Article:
Saturday, August 1, 2009

Are you keeping track? Or is it just me?

Summer productivity so far, by the numbers:

20: pages of marginally coherent thinking on paper about my introduction chapter.

3: paragraphs of that introduction chapter written.

5: days this summer I've actually had to devote to writing said chapter.

2: poems written this summer.

1: number of those poems that's worth reading.

2: courses to teach this fall.

0: number of syllabi completed.

30: days until school starts.

Damn-da-damn damn damn.


Ink said...

It's not only you. Thank goodness you posted this because now I feel better...but hey, you know, it was summer so what's a girl to do?

dkm said...

Perhaps one additional stat might put the summer in a slightly different perspective:

1: number of advancements from assistant to associate professor.

Compared to that, everything else is pretty much gravy, isn’t it?

the rebel lettriste said...

I concur with dkm.

Blue Cheese said...

I don't do numbers. They only make me angry and mutter unintelligible curse words.

Renaissance Girl said...

dkm: Yeah, a different perspective, but not perhaps the kind you mean, since advancement at my institution carries neither of the touted benefits of "tenure": a significant increase in compensation and the kind of job security that makes intellectual freedom possible. Given that I will continue to consider myself perpetually on the job market--if not actively then keeping myself ready to jump on it when a congenial job presents itself--it remains crucial that I am competitive in two fields, and I have seriously slipped in one by not having finished this book.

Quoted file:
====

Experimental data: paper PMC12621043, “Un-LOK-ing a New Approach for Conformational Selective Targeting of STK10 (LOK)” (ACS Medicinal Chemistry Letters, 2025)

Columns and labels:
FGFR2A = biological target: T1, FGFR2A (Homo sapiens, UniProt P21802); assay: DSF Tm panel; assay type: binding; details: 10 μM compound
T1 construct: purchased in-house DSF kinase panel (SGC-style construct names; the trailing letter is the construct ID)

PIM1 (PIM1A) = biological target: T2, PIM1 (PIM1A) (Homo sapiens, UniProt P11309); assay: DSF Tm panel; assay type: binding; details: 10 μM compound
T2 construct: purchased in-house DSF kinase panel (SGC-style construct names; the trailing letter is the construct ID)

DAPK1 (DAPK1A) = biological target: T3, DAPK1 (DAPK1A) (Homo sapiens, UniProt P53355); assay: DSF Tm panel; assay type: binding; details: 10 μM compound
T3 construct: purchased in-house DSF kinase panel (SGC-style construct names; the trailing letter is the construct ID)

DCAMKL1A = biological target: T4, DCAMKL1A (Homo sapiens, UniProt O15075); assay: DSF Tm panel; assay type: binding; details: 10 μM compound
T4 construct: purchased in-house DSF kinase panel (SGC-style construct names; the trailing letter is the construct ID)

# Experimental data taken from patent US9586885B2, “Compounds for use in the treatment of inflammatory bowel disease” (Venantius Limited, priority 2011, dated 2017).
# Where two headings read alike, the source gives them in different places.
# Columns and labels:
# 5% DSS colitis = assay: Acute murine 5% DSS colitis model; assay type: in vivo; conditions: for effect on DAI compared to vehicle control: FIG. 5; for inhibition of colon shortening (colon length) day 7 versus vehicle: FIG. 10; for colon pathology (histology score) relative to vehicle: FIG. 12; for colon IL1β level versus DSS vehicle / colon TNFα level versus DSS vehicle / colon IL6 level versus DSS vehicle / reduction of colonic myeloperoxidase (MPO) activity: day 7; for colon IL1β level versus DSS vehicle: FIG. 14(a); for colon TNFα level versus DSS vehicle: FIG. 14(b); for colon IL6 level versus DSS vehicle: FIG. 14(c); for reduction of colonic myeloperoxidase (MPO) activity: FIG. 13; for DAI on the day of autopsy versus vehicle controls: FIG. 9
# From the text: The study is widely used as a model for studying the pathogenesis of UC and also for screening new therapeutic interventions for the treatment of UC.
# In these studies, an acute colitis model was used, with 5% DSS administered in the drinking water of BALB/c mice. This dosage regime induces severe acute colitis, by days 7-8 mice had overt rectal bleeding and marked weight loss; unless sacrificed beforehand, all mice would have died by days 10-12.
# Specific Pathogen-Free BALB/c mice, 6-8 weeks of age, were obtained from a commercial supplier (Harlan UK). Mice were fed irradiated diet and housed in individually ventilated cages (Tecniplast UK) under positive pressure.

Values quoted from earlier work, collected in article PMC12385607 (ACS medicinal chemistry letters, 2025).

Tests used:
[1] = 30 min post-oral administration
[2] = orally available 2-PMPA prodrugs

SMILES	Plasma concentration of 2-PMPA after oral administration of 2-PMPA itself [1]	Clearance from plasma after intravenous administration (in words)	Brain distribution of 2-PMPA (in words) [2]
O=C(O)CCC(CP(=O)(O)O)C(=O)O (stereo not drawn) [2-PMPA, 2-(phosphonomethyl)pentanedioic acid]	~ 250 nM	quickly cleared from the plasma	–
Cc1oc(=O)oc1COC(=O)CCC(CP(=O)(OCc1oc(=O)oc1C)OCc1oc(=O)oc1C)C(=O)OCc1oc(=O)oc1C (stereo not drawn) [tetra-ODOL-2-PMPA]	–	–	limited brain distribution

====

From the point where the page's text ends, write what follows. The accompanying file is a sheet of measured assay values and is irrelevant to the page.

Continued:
And anyway, it's not like I do what I do for my academic rank. Tenure was never the endpoint.

NRL said...

I'm confused. Why does tenure at your institution not provide you with the two things you listed?

And good luck on getting rolling with the book.

Renaissance Girl said...

Would it be insufficient to say that it's because my institution is stupid?

More in full: my institution is, let us say, in transition, from an old teaching college model to a new research university model, and it hasn't yet figured out that it must likewise transition the way it both places demands on and compensates its faculty.